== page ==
Longfin Pike, Dinolestes lewini (Griffith, 1834)
Jack Pike, Long-finned Pike, Long-finned Seapike, Pike, Skipjack Pike, Yellowfin Pike
The Longfin Pike could be confused with barracudas. The distinguishing features are the long-based dorsal and anal fins of the Long-finned Pike.
The Long-finned Pike has an elongate, cylindrical body, large eyes and a large mouth. The species is endemic to temperate marine waters of southern Australia.
The Longfin Pike has an elongate, cylindrical body. It has a pointed snout, large eyes and a large mouth. The species is yellowish-brown above and silvery below.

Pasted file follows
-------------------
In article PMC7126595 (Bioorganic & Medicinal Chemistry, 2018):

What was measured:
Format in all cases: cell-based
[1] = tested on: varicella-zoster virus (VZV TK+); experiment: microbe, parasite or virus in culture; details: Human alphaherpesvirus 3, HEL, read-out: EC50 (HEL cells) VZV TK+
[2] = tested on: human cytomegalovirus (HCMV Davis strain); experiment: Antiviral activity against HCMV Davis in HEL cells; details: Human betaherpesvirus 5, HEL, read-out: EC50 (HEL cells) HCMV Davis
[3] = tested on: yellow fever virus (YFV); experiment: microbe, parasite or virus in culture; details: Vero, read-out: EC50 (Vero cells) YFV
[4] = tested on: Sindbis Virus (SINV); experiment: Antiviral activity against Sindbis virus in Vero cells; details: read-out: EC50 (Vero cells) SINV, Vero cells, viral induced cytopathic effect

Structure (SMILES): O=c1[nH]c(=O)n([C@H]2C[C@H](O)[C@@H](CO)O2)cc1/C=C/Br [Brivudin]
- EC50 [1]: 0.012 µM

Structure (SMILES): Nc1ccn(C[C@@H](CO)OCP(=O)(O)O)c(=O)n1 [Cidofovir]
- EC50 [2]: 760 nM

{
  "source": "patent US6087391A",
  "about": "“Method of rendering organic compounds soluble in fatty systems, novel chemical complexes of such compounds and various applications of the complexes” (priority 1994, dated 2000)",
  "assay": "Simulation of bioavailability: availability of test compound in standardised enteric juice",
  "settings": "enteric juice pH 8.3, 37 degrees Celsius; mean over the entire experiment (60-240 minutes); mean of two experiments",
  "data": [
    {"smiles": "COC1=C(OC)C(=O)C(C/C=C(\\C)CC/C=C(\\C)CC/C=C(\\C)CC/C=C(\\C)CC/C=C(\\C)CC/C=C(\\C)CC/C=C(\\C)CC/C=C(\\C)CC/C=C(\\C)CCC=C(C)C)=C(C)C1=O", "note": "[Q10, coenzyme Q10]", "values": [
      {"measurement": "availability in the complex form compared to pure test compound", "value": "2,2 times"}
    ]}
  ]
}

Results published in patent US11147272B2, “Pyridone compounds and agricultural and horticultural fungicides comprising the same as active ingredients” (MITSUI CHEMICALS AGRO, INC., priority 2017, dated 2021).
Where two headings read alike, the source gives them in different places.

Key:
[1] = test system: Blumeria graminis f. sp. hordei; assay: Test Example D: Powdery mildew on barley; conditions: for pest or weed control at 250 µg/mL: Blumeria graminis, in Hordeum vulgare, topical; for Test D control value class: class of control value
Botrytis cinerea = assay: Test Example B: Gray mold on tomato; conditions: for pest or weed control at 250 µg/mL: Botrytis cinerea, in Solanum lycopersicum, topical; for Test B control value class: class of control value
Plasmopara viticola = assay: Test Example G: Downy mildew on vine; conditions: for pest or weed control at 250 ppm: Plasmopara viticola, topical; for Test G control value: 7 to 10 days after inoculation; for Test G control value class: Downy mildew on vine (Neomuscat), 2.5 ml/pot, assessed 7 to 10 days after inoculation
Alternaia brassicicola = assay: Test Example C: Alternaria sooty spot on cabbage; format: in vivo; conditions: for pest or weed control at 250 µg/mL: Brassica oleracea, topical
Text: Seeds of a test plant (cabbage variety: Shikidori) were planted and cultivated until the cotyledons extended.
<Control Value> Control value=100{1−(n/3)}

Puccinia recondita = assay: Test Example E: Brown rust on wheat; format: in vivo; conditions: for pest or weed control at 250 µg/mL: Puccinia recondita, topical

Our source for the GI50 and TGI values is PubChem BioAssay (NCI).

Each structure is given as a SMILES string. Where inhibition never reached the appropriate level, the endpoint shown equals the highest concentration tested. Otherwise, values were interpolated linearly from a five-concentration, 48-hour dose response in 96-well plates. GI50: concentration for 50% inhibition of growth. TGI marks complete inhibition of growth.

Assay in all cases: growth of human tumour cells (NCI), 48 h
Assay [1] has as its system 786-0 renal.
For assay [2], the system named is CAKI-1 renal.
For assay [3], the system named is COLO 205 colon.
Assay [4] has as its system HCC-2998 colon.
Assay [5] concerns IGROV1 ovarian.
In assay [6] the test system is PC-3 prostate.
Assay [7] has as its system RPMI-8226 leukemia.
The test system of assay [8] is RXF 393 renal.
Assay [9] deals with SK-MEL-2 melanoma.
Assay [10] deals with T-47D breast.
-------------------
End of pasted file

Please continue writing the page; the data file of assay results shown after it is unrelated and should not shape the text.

The Longfin Pike is endemic to temperate marine waters of southern Australia. It is known from the central coast of New South Wales, around the south of the country, including Tasmania, and north to south-western Western Australia.
The map below shows the Australian distribution of the species based on public sightings and specimens in Australian Museums. Source: Atlas of Living Australia.
- Edgar, G.J. 1997. Australian Marine Life: the plants and animals of temperate waters. Reed Books. Pp. 544.
- Glover, C.J.M. in Gomon, M.F., Glover, C.J.M. & R.H. Kuiter (Eds). 1994. The Fishes of Australia's South Coast. State Print, Adelaide. Pp. 992.
- Hutchins, B. & R. Swainston. 1986. Sea Fishes of Southern Australia. Complete Field Guide for Anglers and Divers. Swainston Publishing. Pp. 180.
- Kuiter, R.H. 1996. Guide to Sea Fishes of Australia. New Holland. Pp. 433.
- Kuiter, R.H. 2000. Coastal Fishes of South-eastern Australia. Gary Allen. Pp. 437.